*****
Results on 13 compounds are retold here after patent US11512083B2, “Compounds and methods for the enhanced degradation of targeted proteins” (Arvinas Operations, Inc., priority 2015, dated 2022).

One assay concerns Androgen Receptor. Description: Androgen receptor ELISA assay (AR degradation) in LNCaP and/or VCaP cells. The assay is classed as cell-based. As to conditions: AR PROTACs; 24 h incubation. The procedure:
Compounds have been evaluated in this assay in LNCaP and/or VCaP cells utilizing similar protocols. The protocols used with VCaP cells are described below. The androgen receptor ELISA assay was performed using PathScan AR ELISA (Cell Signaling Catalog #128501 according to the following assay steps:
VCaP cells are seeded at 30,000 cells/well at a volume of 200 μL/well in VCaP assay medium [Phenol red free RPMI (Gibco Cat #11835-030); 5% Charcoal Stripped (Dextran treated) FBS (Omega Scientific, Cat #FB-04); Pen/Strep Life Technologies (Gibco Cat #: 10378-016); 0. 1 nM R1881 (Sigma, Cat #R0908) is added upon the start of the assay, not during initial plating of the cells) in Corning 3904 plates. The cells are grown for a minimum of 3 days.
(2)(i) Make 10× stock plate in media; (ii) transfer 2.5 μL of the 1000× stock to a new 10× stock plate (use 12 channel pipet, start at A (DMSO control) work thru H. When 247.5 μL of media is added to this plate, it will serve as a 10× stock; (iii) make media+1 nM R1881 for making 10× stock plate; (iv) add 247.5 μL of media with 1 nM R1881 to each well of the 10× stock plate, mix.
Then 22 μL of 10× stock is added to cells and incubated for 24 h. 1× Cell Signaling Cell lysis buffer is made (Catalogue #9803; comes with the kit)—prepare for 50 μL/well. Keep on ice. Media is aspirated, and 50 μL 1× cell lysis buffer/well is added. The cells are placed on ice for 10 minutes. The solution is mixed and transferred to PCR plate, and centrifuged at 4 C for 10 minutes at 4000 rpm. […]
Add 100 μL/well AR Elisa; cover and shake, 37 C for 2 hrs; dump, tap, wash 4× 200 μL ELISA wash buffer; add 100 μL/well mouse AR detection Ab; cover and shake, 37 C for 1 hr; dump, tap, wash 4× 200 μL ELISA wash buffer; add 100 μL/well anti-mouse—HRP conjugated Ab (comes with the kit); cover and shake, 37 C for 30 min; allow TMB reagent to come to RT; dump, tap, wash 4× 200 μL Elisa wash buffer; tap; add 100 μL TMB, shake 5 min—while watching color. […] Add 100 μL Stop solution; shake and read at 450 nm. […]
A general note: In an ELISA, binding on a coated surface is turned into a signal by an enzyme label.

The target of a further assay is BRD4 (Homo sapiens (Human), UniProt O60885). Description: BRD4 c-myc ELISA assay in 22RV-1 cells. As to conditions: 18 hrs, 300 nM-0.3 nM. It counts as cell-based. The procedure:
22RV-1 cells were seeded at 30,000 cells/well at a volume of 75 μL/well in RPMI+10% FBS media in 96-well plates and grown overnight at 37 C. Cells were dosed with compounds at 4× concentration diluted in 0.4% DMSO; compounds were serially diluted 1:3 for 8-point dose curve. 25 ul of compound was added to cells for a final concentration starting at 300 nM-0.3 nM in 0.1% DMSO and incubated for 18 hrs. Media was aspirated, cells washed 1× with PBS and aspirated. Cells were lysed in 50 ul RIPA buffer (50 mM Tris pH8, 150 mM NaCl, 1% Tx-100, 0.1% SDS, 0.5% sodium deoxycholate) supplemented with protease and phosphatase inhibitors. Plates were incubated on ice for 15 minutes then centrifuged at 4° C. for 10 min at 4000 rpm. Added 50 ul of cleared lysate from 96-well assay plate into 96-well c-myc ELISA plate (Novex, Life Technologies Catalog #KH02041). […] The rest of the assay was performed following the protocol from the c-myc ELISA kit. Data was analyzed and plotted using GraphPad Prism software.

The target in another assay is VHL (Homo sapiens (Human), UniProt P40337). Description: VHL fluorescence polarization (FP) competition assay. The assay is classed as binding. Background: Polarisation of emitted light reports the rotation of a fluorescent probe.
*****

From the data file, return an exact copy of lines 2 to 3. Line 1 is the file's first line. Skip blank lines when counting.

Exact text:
One assay concerns Androgen Receptor. Description: Androgen receptor ELISA assay (AR degradation) in LNCaP and/or VCaP cells. The assay is classed as cell-based. As to conditions: AR PROTACs; 24 h incubation. The procedure:
Compounds have been evaluated in this assay in LNCaP and/or VCaP cells utilizing similar protocols. The protocols used with VCaP cells are described below. The androgen receptor ELISA assay was performed using PathScan AR ELISA (Cell Signaling Catalog #128501 according to the following assay steps: